It is well known that the larvae of the cabbage armyworm, Mamestra brassicae take mass-migrations from their original habitat to other food plants when they outbreak. It is the main purpose of this experiment to ascertain whether there are any noticeable characteristics in the adaptability of larvae which were reared under solitary and crowded conditions encountering the food change in their developmental stages. 160 larvae were reared in solitary and 240 larvae in crowd of 10 individuals per vial under the condition controlled temperature at 25℃ and darkness. Young leaves of Chenopodium centrorubrum and Brassica oleracea, natural foods for the larvae, were used for their rearing. For the solitary and crowded larvae eight experimental cultures were prepared. In each culture the larvae were given Chenopodium or Brassica leaves at different larval instar, as shown in Fig. 1. Mortality of the solitary larvae depends almost entirely on the food plant given and the mortality caused by the food changes became higher as they received it in later developmental stages. Mortality of the crowded larvae, however, was not so strongly affected by the food plant in early iarval stages, and almost all of the final instar larvae survived on Chenopodium leaves after they had been reared on Brassica leaves in their preceding instars. Developmental velocity of the solitary larvae are affected by the kind of food plant at any time of their development. On the contrary, the developmental velocity of the crowded larvae was not so strongly affected in youngr stages and also in the final instar, when they were reared on Chenopodium after feeding on Brassica in the preceding instars. In this case it was also a notable result that the larval duration was shorter in the crowded cultures than in the solitary ones. The body colour of the final instar larvae was affected by the larval density and also by the food plant. The tendency of darkening colour in the crowded culture was slightly intensified by changing the food, even if the alternation of food was done just before the final instar.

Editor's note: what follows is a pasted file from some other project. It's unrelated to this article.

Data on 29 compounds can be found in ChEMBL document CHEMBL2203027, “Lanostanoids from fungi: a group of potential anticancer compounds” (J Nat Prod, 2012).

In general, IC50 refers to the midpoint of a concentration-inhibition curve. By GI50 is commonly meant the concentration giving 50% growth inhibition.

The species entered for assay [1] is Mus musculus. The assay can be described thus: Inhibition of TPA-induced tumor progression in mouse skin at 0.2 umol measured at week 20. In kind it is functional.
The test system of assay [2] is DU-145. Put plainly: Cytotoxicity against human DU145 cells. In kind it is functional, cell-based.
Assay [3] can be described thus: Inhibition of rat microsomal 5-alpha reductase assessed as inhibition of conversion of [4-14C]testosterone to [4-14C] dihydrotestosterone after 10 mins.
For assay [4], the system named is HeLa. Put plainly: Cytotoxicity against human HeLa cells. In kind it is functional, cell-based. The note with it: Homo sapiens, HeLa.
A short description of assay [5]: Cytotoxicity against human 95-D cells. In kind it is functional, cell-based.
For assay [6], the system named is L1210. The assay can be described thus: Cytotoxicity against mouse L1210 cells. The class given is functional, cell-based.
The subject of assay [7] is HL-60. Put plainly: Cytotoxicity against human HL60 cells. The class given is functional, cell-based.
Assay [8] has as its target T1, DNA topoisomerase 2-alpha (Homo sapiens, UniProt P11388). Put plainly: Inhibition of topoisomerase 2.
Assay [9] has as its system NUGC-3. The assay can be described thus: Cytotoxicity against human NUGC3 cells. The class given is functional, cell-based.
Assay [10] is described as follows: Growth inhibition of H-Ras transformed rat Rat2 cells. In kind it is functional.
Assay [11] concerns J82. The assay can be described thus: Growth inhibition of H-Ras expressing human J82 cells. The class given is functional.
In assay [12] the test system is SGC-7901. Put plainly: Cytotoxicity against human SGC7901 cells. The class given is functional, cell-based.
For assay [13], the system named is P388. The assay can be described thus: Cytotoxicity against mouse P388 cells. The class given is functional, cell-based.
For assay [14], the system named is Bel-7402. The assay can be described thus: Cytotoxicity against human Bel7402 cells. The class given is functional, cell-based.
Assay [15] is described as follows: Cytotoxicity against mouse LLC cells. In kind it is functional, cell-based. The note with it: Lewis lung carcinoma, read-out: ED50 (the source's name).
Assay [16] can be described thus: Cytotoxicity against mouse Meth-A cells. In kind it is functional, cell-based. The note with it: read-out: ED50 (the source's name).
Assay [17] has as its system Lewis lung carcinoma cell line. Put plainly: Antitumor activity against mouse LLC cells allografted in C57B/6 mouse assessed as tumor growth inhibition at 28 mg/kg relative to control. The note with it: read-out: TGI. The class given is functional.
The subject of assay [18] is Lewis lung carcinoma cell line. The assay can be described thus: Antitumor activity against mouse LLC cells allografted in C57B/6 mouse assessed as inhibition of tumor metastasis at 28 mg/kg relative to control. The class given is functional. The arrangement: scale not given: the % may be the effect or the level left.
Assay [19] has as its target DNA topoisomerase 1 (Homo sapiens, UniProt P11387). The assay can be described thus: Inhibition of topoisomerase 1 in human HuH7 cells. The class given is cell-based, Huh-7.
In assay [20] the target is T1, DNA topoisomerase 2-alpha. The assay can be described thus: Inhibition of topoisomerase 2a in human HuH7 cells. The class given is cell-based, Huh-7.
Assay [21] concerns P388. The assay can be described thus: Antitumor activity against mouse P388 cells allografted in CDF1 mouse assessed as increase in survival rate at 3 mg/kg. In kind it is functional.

Das innere Kurobe-Gebiet befindet sich am Nord des Hida-Gebirges, wo man aus dem Vegetationsgefuge nicht nur die Charakter vom inneren Japan, sondern auch die typischen vertikalen Stufen des mitteljapanischen Hochlands erfinden kann, denn der subalpine Koniferenwaldgurtel entwickelt sich hier zwischen dem montanen Buchenwald und dem alpinen Zwergkiefergurtel. Der Tannenwaldgurtel ist von dem Abietion Mariesii, das auch Abies Veitchii LINDL., Picea hondoensis MAYR, und Tsuga diversifolia MAST. begleitet, reprasentiert. Die Assoziation entspricht dem Abietum Mariesii, dessen Hauptteil sich mit der Subassoziation rubetosum SUZ.-Tok. et MABDA identifizieren kann, aber an den windigen Standorten nahe an der Waldgrenze werden die typische Zusammensetzung und Struktur etwas zerstort, sodaB es mit dem Sorbus Matsumurana-Variant ersetzt wird. Die Dauerschneemasse wirkt wohl ihren Vorkommnis begrenzend. Man kann infolgedessen ein streichenartiges Zerbrechen des Tannenwaldgurtels auf Bergsseiten fernsehen. Der Mischwald von Thuja Standishii CARR. ist eine azonale Pflanzengesellschaft, die, obgleich die Hohenlage seines Vorkommens erniedrigt ist, gerade an der Waldgrenze vorkommt. Das ist vielleicht identisch mit dem Rhodoreto-Thujetum USUI aus dem Yunisi-Fluβgebiet. Die Frage, ob sie zum Verband des Chamaecyparidion zugehort oder ins Abietion Mariesii umgefaβt sei, fordert noch weitere Betrachtung. Die Birkenbestande von Betula Ermani, die sich auch azonal gerade unterhalb der Waldgrenze befinden, bilden hier eine gute Assoziation mit Euonymus tricarpus KOIDZ., Polystichum microclamys MATSUM., u.s.w. als Kennarten. Sie bilden eine Dauergesellschaft unter dem machtigen Schneedruck und dem dauernden Schnee. Sie unterscheiden sich standortlich als auch floristisch klar von den anderen Birkenbestanden, die man in den Gassan-und dem Ontake-Berg finden kann.